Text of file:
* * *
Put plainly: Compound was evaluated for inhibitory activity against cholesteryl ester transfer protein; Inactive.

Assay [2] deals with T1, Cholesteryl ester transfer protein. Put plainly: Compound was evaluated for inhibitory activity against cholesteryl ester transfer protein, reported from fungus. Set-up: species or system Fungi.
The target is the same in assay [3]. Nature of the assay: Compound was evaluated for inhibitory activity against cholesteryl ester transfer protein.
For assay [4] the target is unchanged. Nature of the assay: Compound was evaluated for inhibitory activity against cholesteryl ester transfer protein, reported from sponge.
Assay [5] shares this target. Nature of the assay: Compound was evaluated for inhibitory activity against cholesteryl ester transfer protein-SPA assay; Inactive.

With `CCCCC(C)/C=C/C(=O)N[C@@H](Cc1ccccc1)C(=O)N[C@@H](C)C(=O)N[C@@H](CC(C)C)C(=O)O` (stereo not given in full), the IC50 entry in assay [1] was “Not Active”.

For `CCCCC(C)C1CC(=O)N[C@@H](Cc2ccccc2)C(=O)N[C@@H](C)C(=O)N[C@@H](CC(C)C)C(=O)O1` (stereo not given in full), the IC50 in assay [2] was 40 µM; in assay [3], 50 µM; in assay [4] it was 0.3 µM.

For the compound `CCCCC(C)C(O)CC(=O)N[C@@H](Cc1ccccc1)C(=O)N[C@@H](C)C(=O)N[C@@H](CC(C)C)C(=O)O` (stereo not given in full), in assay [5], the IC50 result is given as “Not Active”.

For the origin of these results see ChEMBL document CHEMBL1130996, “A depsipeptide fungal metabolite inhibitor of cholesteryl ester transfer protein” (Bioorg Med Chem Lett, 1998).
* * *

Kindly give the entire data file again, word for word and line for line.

Put plainly: Compound was evaluated for inhibitory activity against cholesteryl ester transfer protein; Inactive.

Assay [2] deals with T1, Cholesteryl ester transfer protein. Put plainly: Compound was evaluated for inhibitory activity against cholesteryl ester transfer protein, reported from fungus. Set-up: species or system Fungi.
The target is the same in assay [3]. Nature of the assay: Compound was evaluated for inhibitory activity against cholesteryl ester transfer protein.
For assay [4] the target is unchanged. Nature of the assay: Compound was evaluated for inhibitory activity against cholesteryl ester transfer protein, reported from sponge.
Assay [5] shares this target. Nature of the assay: Compound was evaluated for inhibitory activity against cholesteryl ester transfer protein-SPA assay; Inactive.

With `CCCCC(C)/C=C/C(=O)N[C@@H](Cc1ccccc1)C(=O)N[C@@H](C)C(=O)N[C@@H](CC(C)C)C(=O)O` (stereo not given in full), the IC50 entry in assay [1] was “Not Active”.

For `CCCCC(C)C1CC(=O)N[C@@H](Cc2ccccc2)C(=O)N[C@@H](C)C(=O)N[C@@H](CC(C)C)C(=O)O1` (stereo not given in full), the IC50 in assay [2] was 40 µM; in assay [3], 50 µM; in assay [4] it was 0.3 µM.

For the compound `CCCCC(C)C(O)CC(=O)N[C@@H](Cc1ccccc1)C(=O)N[C@@H](C)C(=O)N[C@@H](CC(C)C)C(=O)O` (stereo not given in full), in assay [5], the IC50 result is given as “Not Active”.

For the origin of these results see ChEMBL document CHEMBL1130996, “A depsipeptide fungal metabolite inhibitor of cholesteryl ester transfer protein” (Bioorg Med Chem Lett, 1998).